How Much Do Wedding Invitations Cost in 2019?

    A wedding invitation helps set the stage for your big day. It’s guests’ first glimpse at whether you’re having a casual backyard BBQ, semi-formal garden party, or black-tie affair in a hotel ballroom. Not only does it indicate how guests should dress, but it’s also a preview of the look and feel of your wedding day—and a small style detail that can pack a big punch. So how much do wedding invitations cost in 2019?

    According to The Wedding Report, if this year’s cost is similar to last year’s, couples are spending $223 on invitations and response cards (with envelopes) for 125 guests—plus postage for physical invites.

    There are also other wedding printables you may want to coordinate as part of your invitation suite, so it’s helpful to know the average costs of each:

    • Invitations and RSVP cards: $223
    • Postage: $105
    • Engagement announcements: $110
    • Save the Date cards: $112
    • Ceremony programs: $128
    • Table name and escort/place cards: $85
    • Reception menus: $125
    • Thank You cards: $90

    Popular Types of Wedding Stationery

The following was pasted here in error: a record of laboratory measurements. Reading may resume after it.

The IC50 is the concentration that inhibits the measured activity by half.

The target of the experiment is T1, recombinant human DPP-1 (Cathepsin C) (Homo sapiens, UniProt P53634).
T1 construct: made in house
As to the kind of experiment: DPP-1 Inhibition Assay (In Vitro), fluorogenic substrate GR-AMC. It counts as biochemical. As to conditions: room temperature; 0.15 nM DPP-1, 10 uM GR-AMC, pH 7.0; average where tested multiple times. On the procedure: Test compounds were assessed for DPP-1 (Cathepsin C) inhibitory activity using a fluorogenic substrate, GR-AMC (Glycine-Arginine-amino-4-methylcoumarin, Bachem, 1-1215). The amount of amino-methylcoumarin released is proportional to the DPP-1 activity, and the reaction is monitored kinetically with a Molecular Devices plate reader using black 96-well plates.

Matte or Glossy Paper

    Standard matte or glossy is the most common paper type for digital printing wedding invitation companies. It’s popular for printing DIY invitations at home, too—and the most cost-effective option.

    Cotton Fiber Paper

    This paper has a soft, cotton-like texture and absorbs color well. It’s usually couples’ preferred type of paper for specialty printing such as letterpress, engraving, and thermography.

    Parchment Paper

    For an antique or old-fashioned look, parchment paper is an ideal choice. It’s highly-textured but can still be easily rolled into a scroll if that suits your wedding style.

    Vellum Paper

    This is a smooth paper you can see through. Vellum paper can be used as the invite or as an enhancement such as an invitation overlay or invitation belly band.

    Popular Types of Printing Processes

    Digital